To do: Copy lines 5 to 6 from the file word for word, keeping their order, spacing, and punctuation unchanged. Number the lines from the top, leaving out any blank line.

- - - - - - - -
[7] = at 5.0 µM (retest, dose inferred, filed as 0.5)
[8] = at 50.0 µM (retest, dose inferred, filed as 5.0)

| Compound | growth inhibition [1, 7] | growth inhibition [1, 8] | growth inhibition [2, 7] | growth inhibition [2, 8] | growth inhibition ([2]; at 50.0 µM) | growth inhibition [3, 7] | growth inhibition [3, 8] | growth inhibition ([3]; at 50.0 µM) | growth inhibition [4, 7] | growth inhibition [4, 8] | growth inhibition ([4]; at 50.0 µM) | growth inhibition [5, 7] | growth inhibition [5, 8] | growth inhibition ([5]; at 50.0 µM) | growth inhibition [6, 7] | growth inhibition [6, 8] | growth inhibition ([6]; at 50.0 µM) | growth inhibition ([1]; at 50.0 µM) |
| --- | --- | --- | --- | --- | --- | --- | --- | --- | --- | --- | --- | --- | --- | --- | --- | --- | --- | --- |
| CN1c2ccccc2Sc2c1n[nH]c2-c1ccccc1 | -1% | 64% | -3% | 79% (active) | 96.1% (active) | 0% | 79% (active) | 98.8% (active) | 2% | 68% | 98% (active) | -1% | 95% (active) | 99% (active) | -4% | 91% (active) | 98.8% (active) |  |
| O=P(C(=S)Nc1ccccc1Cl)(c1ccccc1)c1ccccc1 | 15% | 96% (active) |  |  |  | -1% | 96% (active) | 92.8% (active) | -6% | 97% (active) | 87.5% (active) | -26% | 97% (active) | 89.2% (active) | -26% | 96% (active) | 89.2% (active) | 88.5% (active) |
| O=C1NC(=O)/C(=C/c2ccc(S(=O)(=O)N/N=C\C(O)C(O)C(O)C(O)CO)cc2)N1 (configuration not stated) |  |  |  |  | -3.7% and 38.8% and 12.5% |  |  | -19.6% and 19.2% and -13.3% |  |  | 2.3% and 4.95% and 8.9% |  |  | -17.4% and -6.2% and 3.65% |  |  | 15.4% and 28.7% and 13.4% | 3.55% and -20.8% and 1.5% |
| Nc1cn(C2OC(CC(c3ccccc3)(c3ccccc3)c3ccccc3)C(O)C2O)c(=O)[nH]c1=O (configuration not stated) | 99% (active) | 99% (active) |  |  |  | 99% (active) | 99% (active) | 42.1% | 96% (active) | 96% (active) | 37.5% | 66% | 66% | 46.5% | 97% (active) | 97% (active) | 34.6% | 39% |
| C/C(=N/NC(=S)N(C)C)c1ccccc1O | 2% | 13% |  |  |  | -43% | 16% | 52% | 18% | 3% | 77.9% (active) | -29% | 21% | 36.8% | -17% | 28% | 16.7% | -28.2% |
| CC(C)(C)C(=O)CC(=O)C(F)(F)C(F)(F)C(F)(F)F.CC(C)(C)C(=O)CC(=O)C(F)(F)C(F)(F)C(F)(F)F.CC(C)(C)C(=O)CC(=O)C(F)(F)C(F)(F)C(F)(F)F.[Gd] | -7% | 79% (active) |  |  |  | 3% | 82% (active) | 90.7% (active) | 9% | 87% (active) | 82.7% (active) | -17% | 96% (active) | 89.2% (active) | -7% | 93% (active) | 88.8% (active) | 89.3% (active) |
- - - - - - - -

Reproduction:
| CN1c2ccccc2Sc2c1n[nH]c2-c1ccccc1 | -1% | 64% | -3% | 79% (active) | 96.1% (active) | 0% | 79% (active) | 98.8% (active) | 2% | 68% | 98% (active) | -1% | 95% (active) | 99% (active) | -4% | 91% (active) | 98.8% (active) |  |
| O=P(C(=S)Nc1ccccc1Cl)(c1ccccc1)c1ccccc1 | 15% | 96% (active) |  |  |  | -1% | 96% (active) | 92.8% (active) | -6% | 97% (active) | 87.5% (active) | -26% | 97% (active) | 89.2% (active) | -26% | 96% (active) | 89.2% (active) | 88.5% (active) |